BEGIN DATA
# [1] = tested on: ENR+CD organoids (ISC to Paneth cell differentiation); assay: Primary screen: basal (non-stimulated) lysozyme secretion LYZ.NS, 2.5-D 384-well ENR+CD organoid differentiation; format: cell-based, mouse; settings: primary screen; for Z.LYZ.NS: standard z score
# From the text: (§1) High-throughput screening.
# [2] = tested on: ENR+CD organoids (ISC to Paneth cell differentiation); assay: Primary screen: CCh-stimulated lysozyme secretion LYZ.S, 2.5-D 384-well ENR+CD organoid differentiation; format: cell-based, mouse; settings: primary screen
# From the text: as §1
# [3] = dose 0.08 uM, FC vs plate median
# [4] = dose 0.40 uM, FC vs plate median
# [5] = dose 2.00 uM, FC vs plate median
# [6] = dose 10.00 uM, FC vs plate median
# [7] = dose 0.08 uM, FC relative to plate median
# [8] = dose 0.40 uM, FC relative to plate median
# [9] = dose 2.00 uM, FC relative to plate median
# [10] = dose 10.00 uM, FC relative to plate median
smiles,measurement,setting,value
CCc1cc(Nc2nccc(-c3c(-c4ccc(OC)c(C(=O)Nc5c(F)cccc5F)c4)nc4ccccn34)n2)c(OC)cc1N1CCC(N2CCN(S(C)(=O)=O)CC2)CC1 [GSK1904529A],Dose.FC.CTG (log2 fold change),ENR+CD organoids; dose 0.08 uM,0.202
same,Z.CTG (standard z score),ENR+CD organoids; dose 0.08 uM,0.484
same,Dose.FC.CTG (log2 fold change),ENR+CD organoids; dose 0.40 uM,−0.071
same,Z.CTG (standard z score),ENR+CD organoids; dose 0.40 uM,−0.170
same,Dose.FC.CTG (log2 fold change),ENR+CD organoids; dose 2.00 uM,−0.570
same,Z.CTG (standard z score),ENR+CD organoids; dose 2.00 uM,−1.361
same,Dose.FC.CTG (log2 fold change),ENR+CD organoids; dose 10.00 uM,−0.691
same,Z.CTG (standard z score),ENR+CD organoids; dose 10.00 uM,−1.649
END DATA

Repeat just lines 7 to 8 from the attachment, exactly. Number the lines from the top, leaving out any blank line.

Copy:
# [5] = dose 2.00 uM, FC vs plate median
# [6] = dose 10.00 uM, FC vs plate median